Music not only soothes the savage breast, it helps Parkinson’s patients walk, sends migratory birds on their way and bridges boundaries to form communities. Secretary Skorton shares his thoughts on this most Smithsonian of initiatives.
Not even a partial government shutdown could stop the beat. The creativity, flexibility, and hard work of Year of Music staff kept music flowing throughout the Smithsonian every day of January. And with the daily programs, performances, exhibitions, and educational opportunities that will continue to resound across 2019, music lovers are in for a real treat. The Year of Music promises to delight us all, fans of all genres and styles of music.
This initiative is close to my own heart. As many of you know, when I’m not going about my normal gig as Smithsonian Secretary, I practice as an amateur flute and saxophone player. On three occasions, I’ve even been fortunate enough to sit in with legendary jazz trumpeter and composer Wynton Marsalis. After our rousing third session he turned to me and advised, “Learn your harmonies!”
The ability to harmonize is not only a crucial measure of a musician’s skill, but also one of the great joys of playing. Making music with others allows us to transcend what any musician can do alone, our different instruments or voices combining into a richer and more powerful whole. And as a scientist, another aspect of harmony has always stood out to me: the ways that music reaches across disciplines and influences other facets of human experience. For instance, music has been shown to help Parkinson’s patients walk, to ease pain and aid in surgery recovery, and to help children with autism engage socially.
Whether you have studied an instrument for years or simply enjoy nodding your head to a catchy beat, we have all felt the ways music inspires, uplifts, and unites us. As the largest musical complex in the world when our holdings are combined, our impressive collections bear this out. The 42,000 year old ancient flute at the National Museum of Natural History joins us with our creative ancestors, while recent acquisitions like Electronic Dance Music DJ Steve Aoki’s turntable technology teach us how music continues to evolve. The Smithsonian Jazz Masterworks Orchestra, the Smithsonian Chamber Music Society, and Smithsonian Folkways Recordings are just a few examples of how music performance comes to life here.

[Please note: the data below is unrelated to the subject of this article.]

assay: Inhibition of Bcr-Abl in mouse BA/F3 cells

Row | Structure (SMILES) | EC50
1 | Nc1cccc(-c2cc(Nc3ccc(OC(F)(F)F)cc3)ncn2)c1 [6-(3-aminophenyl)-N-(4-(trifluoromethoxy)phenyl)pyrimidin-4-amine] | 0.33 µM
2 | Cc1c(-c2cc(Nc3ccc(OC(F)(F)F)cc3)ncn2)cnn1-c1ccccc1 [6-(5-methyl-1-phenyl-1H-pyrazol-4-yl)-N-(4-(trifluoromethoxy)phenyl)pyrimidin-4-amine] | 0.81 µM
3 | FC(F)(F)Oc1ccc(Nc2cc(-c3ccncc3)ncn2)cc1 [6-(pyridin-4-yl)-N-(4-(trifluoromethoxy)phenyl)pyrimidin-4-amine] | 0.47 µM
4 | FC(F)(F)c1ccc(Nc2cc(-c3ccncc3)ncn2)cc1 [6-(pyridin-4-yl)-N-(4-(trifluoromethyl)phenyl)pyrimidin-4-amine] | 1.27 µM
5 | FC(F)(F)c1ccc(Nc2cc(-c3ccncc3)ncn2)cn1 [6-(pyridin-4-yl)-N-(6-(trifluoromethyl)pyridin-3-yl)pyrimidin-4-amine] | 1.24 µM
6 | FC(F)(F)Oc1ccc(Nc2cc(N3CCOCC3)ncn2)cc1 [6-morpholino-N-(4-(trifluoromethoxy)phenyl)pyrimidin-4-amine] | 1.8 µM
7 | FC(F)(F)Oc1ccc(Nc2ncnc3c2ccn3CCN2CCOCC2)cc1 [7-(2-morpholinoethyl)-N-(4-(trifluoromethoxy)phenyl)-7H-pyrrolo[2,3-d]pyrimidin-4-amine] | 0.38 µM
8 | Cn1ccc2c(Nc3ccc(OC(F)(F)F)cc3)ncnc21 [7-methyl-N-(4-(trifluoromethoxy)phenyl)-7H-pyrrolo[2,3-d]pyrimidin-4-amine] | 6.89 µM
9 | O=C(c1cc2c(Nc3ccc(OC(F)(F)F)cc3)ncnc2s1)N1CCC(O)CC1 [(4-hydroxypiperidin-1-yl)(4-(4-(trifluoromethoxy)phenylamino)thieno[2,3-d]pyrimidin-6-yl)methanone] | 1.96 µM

As much as the Year of Music presents exciting opportunities for us to reach audiences across Washington, D.C. and the rest of the country, it also offers chances to build bridges across the Institution and fulfill our goal of being One Smithsonian. As we dive into these 365 days of imagination and excitement, these connections will form the steady pulse of the Smithsonian heartbeat.
The Social Power of Music
With its theme, “the social power of music,” this year’s Folklife Festival exemplifies the ways that music shapes, reflects, and builds community. The annual 10-day summer extravaganza on the National Mall will feature performances, demonstrations, workshops, and panel discussions on music and its ability to bring people together.
“People often don’t think about the sonic richness of the Smithsonian,” says Sabrina Lynn Motley, director of the Folklife Festival. “The Year of Music is a beautiful opportunity for the Smithsonian to illuminate the ways sound lives in our world, past and present.”
“When brainstorming for this year’s Festival, we wanted a theme that would evoke the spirit of the Smithsonian, as well as speak to the public,” she continues. “Honestly, I’m touched and I’m proud that people are responding to the theme in the way they do. It speaks to the desire to connect, to the power of making music in community, to our need to find ways to be with other people that are meaningful.”
One key aspect of the Festival is its work to engage and connect young people. It provides internship opportunities and brings thousands of youths together on the Mall, from emerging scholars and cultural advocates to families and day campers.